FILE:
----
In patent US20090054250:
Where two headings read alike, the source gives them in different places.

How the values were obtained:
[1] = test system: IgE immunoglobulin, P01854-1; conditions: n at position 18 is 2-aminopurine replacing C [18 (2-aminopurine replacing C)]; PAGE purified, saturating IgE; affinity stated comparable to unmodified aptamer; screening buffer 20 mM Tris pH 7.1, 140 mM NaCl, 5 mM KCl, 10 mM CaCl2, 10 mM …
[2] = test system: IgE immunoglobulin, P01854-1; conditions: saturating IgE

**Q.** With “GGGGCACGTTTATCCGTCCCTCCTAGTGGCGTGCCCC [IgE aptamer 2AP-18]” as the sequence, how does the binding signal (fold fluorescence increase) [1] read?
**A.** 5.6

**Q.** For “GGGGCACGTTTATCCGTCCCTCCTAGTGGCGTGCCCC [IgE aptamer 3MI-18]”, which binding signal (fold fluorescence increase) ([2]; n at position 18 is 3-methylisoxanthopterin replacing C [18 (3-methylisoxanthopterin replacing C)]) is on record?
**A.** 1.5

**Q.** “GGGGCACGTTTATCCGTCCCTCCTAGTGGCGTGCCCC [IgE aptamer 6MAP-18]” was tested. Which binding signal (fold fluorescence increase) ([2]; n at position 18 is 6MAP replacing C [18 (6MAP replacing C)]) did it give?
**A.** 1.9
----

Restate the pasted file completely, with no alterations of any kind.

In patent US20090054250:
Where two headings read alike, the source gives them in different places.

How the values were obtained:
[1] = test system: IgE immunoglobulin, P01854-1; conditions: n at position 18 is 2-aminopurine replacing C [18 (2-aminopurine replacing C)]; PAGE purified, saturating IgE; affinity stated comparable to unmodified aptamer; screening buffer 20 mM Tris pH 7.1, 140 mM NaCl, 5 mM KCl, 10 mM CaCl2, 10 mM …
[2] = test system: IgE immunoglobulin, P01854-1; conditions: saturating IgE

**Q.** With “GGGGCACGTTTATCCGTCCCTCCTAGTGGCGTGCCCC [IgE aptamer 2AP-18]” as the sequence, how does the binding signal (fold fluorescence increase) [1] read?
**A.** 5.6

**Q.** For “GGGGCACGTTTATCCGTCCCTCCTAGTGGCGTGCCCC [IgE aptamer 3MI-18]”, which binding signal (fold fluorescence increase) ([2]; n at position 18 is 3-methylisoxanthopterin replacing C [18 (3-methylisoxanthopterin replacing C)]) is on record?
**A.** 1.5

**Q.** “GGGGCACGTTTATCCGTCCCTCCTAGTGGCGTGCCCC [IgE aptamer 6MAP-18]” was tested. Which binding signal (fold fluorescence increase) ([2]; n at position 18 is 6MAP replacing C [18 (6MAP replacing C)]) did it give?
**A.** 1.9